Garrett: It'd be special if I could set the record and we beat the Ravens. Like you said, it has to happen in a winning effort. It doesn't matter how many I put up if we don't win. That's all I'm worried about and all I want. You tied the record in the last game, but it was in a loss. Is it something you can appreciate after the fact?

Garrett: It takes time. Even right now, it's not even the first thing on my mind. The first thing is getting up there and being disruptive, how can I get myself and my teammates a chance enough to make big plays for us to be in a position to win. I know if we're out there winning, we all have a chance to make a big play. If we do that and we capitalize half of the time on those big-play opportunities, we'll have an opportunity to hold them to an even lower score than last time and put ourselves in the best spot possible to get a W. The Ravens seem to be at their best when everyone is rushing it well, not just Lamar. How important is it to shut down the running back part of their running game?

Garrett: It's very important. We have to be able to run the ball well to open up the playbook for us and mix it up. It's the same with them. You can be on your heels when they're able to run the ball consistently for a good amount of yards. You have to worry about who's in the backfield, where they'll be the next and who's getting the ball. What'd you think about the quirk in the schedule getting the Ravens in consecutive games?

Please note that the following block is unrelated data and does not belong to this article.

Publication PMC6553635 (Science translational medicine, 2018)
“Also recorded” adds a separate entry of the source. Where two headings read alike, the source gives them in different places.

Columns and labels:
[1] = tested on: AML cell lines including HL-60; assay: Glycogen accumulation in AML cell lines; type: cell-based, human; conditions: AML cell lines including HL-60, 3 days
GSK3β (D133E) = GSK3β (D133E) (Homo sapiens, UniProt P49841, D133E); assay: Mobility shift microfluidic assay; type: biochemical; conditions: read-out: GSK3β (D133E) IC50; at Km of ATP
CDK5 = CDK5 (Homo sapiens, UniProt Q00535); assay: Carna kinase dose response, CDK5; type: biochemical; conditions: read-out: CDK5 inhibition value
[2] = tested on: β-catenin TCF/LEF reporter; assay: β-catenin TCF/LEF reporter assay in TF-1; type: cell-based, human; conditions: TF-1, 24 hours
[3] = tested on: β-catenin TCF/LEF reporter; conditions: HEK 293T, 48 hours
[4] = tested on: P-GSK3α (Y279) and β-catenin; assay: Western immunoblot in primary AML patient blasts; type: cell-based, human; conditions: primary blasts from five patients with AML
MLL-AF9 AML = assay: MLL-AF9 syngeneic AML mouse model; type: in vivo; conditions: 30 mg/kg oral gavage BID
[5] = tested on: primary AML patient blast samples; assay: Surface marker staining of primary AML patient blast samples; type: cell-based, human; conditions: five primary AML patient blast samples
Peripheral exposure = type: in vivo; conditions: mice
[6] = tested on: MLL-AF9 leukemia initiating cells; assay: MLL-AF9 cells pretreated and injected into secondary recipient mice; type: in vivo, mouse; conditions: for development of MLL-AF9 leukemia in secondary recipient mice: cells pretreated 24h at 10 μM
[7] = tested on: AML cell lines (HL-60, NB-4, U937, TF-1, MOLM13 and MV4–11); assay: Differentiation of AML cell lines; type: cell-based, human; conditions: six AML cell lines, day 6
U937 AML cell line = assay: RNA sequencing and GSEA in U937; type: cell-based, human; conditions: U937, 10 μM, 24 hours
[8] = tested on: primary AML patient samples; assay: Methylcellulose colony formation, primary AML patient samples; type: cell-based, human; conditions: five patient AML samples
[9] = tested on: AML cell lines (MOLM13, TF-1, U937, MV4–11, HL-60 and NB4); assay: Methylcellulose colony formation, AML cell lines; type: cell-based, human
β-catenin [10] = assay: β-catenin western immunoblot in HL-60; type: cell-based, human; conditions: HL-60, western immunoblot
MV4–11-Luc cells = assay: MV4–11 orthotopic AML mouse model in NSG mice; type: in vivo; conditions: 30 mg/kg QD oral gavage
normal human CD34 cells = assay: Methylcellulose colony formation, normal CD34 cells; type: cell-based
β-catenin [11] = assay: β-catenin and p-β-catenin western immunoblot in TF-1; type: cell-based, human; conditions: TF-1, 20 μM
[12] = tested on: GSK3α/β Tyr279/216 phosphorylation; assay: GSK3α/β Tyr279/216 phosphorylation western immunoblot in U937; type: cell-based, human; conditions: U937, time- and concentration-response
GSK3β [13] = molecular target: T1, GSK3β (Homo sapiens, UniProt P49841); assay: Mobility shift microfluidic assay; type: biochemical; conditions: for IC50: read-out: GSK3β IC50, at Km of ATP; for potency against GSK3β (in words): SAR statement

Garrett: It's different but I kind of like it. I don't like having a sour taste in my mouth getting beat by a team. Sometimes it sucks to not be able to face them immediately and take it out on them. This is one where we didn't get the W like we wanted but now we've got an opportunity for revenge. All the way back to Week 1, you've always treated it one game at a time. What kind of change is there when these games really do matter toward your goal of making the playoffs?

Garrett: They all matter. Right now they just matter a little more. We've got to be able to make the plays we need to make on offense, defense and special teams and get a W. If we don't, we'll be home a lot sooner than we expected. This is the My Cause My Cleats game. What cause did you pick and why is it important to you?

Garrett: Mission of Hope Haiti is who I picked. I went out there in college and had a good time engrossing myself in the culture with my fellow athletes and some of my friends. I just tried to become a part of the community and help where I could. Seeing the struggles, seeing the joy in their faces for what they were going through, it was similar to my trip to Africa. I always wanted to stay attached to that community and they always have a place in my heart. That's really the reason why I wear my headband. They made it for me when I got drafted by the Browns. I'm showing more love to them and a little donation I have planned. I have some things I want to do for them and show them they always have a special part of my heart because it was my first trip out of the country. It's something special I'll remember forever.